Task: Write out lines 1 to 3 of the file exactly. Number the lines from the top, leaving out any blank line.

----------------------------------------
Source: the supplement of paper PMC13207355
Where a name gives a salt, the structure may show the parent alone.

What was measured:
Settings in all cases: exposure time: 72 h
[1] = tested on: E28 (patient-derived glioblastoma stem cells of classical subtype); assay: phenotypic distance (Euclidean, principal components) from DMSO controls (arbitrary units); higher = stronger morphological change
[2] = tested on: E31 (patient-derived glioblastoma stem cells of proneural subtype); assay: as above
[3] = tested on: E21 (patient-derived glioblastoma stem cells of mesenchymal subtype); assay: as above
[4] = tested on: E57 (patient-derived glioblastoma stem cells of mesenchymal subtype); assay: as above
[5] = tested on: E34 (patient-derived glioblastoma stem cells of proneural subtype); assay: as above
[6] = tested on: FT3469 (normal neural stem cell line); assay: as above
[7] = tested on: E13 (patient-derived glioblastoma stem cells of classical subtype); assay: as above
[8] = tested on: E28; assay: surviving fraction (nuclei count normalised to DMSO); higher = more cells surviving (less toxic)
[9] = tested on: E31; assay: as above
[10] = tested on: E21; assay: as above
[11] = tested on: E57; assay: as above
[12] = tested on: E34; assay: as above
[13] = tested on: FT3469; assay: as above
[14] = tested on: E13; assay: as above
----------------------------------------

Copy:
Source: the supplement of paper PMC13207355
Where a name gives a salt, the structure may show the parent alone.

What was measured: